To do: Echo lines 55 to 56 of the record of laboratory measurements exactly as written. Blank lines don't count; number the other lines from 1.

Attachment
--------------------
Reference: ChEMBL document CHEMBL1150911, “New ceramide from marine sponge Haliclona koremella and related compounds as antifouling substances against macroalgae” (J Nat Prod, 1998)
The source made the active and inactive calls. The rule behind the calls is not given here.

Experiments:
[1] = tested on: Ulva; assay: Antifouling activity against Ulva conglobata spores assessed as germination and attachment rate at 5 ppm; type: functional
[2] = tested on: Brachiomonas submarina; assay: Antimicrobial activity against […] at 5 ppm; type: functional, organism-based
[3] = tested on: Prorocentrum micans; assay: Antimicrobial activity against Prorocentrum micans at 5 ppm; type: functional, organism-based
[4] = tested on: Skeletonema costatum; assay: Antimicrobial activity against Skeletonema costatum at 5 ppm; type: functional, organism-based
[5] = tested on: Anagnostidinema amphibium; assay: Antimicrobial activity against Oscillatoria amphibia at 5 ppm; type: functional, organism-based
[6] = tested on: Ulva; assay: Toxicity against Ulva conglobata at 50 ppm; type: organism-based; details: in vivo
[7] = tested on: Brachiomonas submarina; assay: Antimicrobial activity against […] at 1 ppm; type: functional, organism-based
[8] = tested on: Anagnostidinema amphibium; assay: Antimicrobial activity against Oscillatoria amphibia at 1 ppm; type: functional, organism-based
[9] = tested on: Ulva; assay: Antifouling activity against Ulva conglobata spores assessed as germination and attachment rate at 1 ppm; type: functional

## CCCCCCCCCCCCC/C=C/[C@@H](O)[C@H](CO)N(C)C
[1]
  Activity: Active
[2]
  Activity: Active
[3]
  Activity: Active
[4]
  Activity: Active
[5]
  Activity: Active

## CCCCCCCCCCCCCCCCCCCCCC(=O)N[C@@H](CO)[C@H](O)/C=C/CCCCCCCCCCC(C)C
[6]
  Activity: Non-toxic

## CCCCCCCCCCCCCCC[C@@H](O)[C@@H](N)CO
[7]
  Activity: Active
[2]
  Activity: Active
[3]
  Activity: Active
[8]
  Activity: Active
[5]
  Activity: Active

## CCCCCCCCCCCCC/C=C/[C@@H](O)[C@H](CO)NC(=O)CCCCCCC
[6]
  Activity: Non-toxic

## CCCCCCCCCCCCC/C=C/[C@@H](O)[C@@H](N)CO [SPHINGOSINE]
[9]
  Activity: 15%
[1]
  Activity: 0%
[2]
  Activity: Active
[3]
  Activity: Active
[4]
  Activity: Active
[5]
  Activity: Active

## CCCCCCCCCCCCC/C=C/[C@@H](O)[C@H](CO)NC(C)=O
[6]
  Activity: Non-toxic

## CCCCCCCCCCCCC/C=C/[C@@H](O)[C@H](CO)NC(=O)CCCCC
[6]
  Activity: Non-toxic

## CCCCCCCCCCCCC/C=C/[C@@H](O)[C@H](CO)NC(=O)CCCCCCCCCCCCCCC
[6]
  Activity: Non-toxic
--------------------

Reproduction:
[6]
  Activity: Non-toxic